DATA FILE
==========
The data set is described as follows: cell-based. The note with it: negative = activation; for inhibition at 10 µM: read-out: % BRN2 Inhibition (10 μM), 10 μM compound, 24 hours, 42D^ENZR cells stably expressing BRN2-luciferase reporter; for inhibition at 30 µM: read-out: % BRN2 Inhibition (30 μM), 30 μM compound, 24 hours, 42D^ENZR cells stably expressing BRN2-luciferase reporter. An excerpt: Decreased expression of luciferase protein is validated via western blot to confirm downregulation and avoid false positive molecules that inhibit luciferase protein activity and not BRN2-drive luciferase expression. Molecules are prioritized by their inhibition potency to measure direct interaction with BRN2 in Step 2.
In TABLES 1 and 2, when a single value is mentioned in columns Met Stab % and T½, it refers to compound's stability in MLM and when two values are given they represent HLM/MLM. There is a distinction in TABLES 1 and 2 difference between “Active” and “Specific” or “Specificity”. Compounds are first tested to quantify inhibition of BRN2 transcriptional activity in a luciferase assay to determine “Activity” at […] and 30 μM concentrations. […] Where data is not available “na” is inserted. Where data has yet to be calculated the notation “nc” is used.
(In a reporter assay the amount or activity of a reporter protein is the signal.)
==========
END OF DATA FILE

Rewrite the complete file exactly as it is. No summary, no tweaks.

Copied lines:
The data set is described as follows: cell-based. The note with it: negative = activation; for inhibition at 10 µM: read-out: % BRN2 Inhibition (10 μM), 10 μM compound, 24 hours, 42D^ENZR cells stably expressing BRN2-luciferase reporter; for inhibition at 30 µM: read-out: % BRN2 Inhibition (30 μM), 30 μM compound, 24 hours, 42D^ENZR cells stably expressing BRN2-luciferase reporter. An excerpt: Decreased expression of luciferase protein is validated via western blot to confirm downregulation and avoid false positive molecules that inhibit luciferase protein activity and not BRN2-drive luciferase expression. Molecules are prioritized by their inhibition potency to measure direct interaction with BRN2 in Step 2.
In TABLES 1 and 2, when a single value is mentioned in columns Met Stab % and T½, it refers to compound's stability in MLM and when two values are given they represent HLM/MLM. There is a distinction in TABLES 1 and 2 difference between “Active” and “Specific” or “Specificity”. Compounds are first tested to quantify inhibition of BRN2 transcriptional activity in a luciferase assay to determine “Activity” at […] and 30 μM concentrations. […] Where data is not available “na” is inserted. Where data has yet to be calculated the notation “nc” is used.
(In a reporter assay the amount or activity of a reporter protein is the signal.)